28. G. HOME Textile Investment Joint Stock Company, Financial report.
  29. Viet Tien garment joint stock corporation, Financial report.
  30. G. D. Li, S. Masuda, and M. Nagai, “An optimal prediction model using taylor approximation method,” The Journal of Grey System, vol. 11, pp. 91–100, 2011. View at Google Scholar
  31. J. L. Deng, “Introduction to grey system theory,” The Journal of Grey System, vol. 1, no. 1, pp. 1–24, 1989. View at Google Scholar · View at MathSciNet
  32. M. Yu, C. Wang, and N. Ho, “A grey forecasting approach for the sustainability performance of logistics companies,” Sustainability, vol. 8, no. 9, p. 866, 2016. View at Publisher · View at Google Scholar
  33. C. D. Lewis, “Industrial and Business Forecasting Method,” Journal of Forecasting, vol. 2, no. 2, pp. 194–196, 1982. View at Google Scholar
  34. K. Tone, “A slacks-based measure of efficiency in data envelopment analysis,” European Journal of Operational Research, vol. 130, no. 3, pp. 498–509, 2001. View at Publisher · View at Google Scholar · View at MathSciNet · View at Scopus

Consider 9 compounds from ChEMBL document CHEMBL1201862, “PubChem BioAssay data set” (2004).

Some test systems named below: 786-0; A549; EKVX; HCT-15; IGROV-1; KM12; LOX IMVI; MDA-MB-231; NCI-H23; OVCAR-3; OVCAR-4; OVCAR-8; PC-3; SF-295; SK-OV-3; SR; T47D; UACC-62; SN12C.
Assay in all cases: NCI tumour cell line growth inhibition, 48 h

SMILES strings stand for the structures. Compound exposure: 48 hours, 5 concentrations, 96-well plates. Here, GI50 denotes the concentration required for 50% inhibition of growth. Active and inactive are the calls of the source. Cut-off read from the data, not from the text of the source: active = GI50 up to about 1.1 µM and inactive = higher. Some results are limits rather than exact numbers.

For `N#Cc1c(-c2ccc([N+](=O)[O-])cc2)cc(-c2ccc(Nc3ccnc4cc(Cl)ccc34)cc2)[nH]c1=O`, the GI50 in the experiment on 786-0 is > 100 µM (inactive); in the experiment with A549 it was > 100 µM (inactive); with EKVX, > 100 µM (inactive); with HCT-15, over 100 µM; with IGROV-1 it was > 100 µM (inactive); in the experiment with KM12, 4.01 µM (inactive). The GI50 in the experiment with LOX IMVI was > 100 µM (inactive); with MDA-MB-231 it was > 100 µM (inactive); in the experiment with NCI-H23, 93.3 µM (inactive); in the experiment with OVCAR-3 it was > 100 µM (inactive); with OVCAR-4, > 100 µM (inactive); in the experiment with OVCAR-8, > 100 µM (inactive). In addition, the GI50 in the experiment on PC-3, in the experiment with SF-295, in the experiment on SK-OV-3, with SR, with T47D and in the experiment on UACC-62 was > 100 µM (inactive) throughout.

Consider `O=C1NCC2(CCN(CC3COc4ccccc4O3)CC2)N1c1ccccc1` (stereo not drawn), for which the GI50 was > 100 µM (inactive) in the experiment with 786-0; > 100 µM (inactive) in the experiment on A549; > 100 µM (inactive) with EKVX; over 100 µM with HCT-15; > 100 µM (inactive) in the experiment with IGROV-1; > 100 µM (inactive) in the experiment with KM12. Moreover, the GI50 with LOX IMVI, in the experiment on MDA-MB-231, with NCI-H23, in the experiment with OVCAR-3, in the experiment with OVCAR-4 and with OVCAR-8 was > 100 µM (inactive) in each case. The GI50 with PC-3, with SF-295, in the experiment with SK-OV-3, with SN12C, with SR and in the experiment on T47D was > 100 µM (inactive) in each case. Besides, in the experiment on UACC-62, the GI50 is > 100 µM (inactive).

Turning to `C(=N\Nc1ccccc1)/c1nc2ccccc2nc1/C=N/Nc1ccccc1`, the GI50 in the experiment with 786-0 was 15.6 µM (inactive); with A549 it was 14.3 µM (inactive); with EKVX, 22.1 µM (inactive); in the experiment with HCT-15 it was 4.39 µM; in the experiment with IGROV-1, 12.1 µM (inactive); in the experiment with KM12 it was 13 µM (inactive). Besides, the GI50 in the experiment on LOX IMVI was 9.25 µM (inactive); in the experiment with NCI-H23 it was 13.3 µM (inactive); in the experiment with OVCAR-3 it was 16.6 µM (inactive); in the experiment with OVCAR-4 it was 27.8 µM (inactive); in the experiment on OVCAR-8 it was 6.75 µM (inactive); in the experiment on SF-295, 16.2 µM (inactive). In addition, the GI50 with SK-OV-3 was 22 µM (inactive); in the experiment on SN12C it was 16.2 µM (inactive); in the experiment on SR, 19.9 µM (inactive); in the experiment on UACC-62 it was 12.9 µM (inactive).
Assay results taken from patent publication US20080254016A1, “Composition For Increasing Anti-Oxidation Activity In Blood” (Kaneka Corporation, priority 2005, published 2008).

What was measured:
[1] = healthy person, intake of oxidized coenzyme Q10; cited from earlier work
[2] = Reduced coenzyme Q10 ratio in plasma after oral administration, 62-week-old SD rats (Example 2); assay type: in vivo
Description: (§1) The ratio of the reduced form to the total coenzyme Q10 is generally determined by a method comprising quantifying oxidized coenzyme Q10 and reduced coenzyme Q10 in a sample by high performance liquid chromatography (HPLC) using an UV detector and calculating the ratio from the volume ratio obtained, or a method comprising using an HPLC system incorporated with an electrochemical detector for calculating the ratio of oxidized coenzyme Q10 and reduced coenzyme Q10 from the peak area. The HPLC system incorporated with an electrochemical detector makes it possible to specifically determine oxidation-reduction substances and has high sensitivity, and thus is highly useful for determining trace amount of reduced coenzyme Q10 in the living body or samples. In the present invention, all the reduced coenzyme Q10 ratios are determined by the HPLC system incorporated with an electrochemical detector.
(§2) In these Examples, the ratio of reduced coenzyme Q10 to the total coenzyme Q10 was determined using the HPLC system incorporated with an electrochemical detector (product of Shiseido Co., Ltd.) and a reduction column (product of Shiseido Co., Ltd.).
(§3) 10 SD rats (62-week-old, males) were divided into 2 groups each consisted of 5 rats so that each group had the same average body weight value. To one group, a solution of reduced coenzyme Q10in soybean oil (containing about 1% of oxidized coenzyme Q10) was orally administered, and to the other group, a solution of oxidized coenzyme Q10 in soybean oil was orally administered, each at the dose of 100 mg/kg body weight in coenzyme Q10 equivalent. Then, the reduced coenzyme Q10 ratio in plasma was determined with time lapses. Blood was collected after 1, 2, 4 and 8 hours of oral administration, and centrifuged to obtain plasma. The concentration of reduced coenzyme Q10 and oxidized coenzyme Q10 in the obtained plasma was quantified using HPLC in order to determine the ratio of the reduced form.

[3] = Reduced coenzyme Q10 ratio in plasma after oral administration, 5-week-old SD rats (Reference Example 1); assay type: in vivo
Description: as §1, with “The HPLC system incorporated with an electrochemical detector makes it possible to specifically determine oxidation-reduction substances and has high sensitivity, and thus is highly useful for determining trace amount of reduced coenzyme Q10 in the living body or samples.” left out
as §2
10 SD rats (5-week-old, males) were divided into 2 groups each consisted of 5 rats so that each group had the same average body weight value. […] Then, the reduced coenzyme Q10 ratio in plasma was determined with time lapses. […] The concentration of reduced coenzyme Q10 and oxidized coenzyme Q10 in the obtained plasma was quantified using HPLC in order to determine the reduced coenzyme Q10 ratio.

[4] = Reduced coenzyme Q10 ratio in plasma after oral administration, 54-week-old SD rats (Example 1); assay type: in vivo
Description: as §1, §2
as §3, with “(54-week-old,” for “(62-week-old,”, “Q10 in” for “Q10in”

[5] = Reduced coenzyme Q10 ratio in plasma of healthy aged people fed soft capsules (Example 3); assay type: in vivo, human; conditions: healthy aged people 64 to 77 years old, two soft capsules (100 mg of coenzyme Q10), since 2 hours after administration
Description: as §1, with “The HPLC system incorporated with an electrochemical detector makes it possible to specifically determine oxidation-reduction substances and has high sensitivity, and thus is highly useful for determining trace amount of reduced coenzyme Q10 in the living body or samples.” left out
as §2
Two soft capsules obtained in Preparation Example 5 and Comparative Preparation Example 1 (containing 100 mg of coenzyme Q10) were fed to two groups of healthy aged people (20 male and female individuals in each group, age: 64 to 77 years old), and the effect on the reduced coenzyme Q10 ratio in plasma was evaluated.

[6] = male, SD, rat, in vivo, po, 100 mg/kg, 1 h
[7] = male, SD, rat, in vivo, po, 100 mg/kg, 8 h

35. E. Düzakin and H. Düzakin, “Measuring the performance of manufacturing firms with super slacks based model of data envelopment analysis: an application of 500 major industrial enterprises in Turkey,” European Journal of Operational Research, vol. 182, no. 3, pp. 1412–1432, 2007. View at Publisher · View at Google Scholar · View at Scopus
  36. K. Tone, “A slacks-based measure of super-efficiency in data envelopment analysis,” European Journal of Operational Research, vol. 143, no. 1, pp. 32–41, 2002. View at Publisher · View at Google Scholar · View at MathSciNet · View at Scopus
  37. F.-Y. Lo, C.-F. Chien, and J. T. Lin, “A DEA study to evaluate the relative efficiency and investigate the district reorganization of the Taiwan Power Company,” IEEE Transactions on Power Systems, vol. 16, no. 1, pp. 170–178, 2001. View at Publisher · View at Google Scholar · View at Scopus
  38. H. Yapıcı and N. Çetinkaya, “An improved particle swarm optimization algorithm using eagle strategy for power loss minimization,” Mathematical Problems in Engineering, vol. 2017, Article ID 1063045, 11 pages, 2017. View at Publisher · View at Google Scholar · View at MathSciNet